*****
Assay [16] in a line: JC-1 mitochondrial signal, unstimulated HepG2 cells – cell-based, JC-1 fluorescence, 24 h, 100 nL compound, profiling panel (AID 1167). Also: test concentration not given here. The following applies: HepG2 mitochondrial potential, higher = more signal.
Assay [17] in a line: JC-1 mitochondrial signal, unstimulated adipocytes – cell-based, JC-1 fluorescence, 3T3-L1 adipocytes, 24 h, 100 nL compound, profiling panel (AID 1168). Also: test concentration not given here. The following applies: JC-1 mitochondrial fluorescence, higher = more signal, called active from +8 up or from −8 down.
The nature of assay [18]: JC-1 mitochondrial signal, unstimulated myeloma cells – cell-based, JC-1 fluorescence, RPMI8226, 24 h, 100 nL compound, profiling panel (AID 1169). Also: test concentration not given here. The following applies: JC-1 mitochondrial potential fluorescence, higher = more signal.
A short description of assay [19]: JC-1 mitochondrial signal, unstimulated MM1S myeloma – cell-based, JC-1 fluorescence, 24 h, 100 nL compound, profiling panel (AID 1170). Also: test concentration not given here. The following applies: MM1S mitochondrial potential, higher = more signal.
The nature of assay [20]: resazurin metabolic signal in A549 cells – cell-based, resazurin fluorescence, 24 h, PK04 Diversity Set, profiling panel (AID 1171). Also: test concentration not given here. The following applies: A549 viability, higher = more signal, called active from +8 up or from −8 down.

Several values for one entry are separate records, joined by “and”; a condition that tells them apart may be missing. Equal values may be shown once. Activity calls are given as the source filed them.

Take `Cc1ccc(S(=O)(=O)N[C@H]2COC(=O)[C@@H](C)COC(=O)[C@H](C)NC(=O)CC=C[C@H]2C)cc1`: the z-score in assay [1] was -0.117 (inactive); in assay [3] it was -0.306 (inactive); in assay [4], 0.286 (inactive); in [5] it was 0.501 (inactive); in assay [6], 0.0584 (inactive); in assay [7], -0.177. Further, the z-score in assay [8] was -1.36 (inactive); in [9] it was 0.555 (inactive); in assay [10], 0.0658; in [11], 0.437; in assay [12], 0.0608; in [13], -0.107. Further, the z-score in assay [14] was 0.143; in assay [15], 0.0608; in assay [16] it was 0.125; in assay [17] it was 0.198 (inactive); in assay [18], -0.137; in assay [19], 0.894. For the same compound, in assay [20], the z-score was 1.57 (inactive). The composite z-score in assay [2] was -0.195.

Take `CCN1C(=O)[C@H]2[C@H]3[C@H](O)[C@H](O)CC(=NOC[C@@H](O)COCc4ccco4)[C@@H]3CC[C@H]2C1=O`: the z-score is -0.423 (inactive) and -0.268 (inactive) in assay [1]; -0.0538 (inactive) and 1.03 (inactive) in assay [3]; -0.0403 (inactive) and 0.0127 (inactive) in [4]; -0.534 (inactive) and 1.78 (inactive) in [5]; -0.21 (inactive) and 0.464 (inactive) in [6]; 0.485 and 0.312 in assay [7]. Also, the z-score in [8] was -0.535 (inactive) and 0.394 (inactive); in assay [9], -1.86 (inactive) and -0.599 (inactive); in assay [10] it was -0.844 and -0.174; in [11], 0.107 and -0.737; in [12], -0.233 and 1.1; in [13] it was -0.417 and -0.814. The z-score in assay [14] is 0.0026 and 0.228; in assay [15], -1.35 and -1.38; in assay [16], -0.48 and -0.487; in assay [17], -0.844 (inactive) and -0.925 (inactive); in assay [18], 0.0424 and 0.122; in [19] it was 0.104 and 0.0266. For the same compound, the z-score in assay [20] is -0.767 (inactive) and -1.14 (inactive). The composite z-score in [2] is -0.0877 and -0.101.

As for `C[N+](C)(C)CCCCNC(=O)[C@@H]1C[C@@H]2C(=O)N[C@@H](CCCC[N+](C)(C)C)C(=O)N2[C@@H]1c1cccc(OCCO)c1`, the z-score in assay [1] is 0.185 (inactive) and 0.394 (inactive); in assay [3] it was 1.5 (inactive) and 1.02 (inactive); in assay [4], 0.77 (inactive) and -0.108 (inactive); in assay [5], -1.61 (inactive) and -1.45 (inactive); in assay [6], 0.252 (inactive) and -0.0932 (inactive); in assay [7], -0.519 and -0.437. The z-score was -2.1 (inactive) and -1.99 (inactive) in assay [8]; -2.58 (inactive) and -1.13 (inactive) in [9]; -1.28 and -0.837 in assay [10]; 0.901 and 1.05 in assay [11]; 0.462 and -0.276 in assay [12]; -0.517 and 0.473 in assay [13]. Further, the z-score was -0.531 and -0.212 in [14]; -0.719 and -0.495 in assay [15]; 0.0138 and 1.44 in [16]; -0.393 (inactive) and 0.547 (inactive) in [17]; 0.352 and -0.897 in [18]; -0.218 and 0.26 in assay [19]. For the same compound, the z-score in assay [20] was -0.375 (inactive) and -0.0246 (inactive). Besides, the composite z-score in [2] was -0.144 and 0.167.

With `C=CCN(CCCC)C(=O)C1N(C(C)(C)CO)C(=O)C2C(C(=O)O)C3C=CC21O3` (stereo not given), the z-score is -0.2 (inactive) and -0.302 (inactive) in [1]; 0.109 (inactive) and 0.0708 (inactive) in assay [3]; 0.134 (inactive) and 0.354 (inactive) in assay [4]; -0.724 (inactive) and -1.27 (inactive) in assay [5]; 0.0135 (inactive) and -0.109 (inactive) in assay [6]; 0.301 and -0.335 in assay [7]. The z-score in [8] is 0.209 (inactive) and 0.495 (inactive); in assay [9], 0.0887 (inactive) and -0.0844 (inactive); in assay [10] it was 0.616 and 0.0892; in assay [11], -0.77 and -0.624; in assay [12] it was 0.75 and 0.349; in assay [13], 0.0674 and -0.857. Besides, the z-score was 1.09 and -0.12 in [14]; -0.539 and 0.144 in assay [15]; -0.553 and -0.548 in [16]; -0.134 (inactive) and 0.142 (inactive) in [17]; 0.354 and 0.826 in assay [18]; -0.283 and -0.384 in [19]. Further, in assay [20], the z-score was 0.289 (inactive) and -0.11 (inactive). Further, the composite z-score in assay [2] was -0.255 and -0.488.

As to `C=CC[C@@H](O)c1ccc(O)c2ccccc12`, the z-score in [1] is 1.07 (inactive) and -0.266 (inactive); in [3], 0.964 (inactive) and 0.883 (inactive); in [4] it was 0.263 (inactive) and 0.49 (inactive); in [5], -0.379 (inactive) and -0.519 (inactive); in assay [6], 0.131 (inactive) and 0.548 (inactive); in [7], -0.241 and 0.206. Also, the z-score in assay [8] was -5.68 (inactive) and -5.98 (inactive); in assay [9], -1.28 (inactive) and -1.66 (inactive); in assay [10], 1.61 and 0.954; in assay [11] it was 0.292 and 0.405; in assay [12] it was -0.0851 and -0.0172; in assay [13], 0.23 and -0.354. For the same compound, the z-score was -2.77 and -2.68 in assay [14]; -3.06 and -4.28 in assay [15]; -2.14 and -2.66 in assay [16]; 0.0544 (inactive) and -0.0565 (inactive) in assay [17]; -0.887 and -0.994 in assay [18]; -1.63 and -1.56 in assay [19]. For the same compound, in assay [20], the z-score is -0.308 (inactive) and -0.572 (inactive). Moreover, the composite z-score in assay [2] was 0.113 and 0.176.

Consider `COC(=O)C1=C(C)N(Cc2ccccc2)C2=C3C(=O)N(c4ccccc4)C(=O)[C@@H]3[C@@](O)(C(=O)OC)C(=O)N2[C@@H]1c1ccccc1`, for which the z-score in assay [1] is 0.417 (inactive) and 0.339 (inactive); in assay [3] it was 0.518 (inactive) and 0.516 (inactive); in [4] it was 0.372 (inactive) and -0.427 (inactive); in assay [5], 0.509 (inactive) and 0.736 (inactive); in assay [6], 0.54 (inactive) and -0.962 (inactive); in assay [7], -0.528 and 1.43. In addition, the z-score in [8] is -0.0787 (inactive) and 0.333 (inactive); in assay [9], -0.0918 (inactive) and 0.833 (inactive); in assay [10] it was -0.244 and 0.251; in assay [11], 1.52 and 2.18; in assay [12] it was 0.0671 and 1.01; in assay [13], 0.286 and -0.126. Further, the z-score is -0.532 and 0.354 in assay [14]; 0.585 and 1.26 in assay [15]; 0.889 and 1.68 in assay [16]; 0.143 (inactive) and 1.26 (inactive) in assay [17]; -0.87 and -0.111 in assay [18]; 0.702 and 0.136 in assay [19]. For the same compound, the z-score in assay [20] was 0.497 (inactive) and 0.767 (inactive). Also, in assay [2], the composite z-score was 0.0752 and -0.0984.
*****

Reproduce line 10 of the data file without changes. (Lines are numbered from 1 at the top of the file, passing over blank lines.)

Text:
With `C=CCN(CCCC)C(=O)C1N(C(C)(C)CO)C(=O)C2C(C(=O)O)C3C=CC21O3` (stereo not given), the z-score is -0.2 (inactive) and -0.302 (inactive) in [1]; 0.109 (inactive) and 0.0708 (inactive) in assay [3]; 0.134 (inactive) and 0.354 (inactive) in assay [4]; -0.724 (inactive) and -1.27 (inactive) in assay [5]; 0.0135 (inactive) and -0.109 (inactive) in assay [6]; 0.301 and -0.335 in assay [7]. The z-score in [8] is 0.209 (inactive) and 0.495 (inactive); in assay [9], 0.0887 (inactive) and -0.0844 (inactive); in assay [10] it was 0.616 and 0.0892; in assay [11], -0.77 and -0.624; in assay [12] it was 0.75 and 0.349; in assay [13], 0.0674 and -0.857. Besides, the z-score was 1.09 and -0.12 in [14]; -0.539 and 0.144 in assay [15]; -0.553 and -0.548 in [16]; -0.134 (inactive) and 0.142 (inactive) in [17]; 0.354 and 0.826 in assay [18]; -0.283 and -0.384 in [19]. Further, in assay [20], the z-score was 0.289 (inactive) and -0.11 (inactive). Further, the composite z-score in assay [2] was -0.255 and -0.488.